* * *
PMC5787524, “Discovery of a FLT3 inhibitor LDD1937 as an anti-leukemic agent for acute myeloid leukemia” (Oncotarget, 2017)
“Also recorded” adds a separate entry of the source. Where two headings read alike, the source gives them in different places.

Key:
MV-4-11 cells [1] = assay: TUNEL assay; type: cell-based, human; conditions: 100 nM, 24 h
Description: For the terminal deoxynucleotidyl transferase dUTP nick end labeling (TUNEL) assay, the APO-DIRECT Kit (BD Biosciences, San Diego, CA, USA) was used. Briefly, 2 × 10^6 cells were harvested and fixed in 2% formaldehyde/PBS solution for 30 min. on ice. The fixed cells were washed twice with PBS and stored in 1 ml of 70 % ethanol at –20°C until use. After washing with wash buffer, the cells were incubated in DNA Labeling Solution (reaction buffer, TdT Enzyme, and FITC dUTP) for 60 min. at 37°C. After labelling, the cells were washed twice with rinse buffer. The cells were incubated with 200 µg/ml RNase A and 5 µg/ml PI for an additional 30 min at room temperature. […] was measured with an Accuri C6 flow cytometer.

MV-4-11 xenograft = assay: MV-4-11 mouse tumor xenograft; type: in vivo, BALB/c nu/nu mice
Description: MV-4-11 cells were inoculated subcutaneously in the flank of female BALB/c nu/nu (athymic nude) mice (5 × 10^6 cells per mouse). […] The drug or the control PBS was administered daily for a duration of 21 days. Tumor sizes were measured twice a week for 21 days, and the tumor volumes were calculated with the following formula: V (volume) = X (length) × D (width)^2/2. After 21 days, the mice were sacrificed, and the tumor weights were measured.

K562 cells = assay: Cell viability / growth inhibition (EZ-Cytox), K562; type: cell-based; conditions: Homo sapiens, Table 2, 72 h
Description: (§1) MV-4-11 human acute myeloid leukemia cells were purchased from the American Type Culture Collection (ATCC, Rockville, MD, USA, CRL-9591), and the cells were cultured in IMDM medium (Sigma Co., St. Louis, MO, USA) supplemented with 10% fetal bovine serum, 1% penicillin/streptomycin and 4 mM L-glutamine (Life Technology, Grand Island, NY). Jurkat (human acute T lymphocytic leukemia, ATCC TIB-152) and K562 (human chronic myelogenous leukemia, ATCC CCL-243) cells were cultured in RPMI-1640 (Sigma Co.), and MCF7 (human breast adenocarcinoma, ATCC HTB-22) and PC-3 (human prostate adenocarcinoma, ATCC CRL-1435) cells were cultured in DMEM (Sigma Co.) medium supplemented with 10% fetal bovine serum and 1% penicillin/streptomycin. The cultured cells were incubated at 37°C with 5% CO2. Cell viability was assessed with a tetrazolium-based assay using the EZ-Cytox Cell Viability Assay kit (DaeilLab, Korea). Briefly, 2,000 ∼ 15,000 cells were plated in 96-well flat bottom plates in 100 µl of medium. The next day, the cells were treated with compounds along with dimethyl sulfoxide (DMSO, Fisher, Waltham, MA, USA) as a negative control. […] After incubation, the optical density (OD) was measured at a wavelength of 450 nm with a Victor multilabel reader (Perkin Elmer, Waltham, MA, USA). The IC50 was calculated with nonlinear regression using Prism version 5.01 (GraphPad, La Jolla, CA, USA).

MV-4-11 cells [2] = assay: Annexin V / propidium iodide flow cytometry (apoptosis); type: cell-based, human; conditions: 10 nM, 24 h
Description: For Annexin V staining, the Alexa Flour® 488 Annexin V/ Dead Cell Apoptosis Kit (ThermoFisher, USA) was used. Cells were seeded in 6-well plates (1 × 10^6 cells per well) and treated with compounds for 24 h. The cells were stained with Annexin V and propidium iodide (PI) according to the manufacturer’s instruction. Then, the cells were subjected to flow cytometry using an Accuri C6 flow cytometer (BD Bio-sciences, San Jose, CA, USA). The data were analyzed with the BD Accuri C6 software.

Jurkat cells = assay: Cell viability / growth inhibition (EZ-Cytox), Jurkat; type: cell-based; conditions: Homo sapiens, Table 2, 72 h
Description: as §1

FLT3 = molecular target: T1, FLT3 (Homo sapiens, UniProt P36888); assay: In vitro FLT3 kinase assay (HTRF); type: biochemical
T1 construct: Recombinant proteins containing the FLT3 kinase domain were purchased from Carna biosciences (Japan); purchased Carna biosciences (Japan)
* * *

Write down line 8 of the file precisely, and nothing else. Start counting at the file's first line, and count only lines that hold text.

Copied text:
K562 cells = assay: Cell viability / growth inhibition (EZ-Cytox), K562; type: cell-based; conditions: Homo sapiens, Table 2, 72 h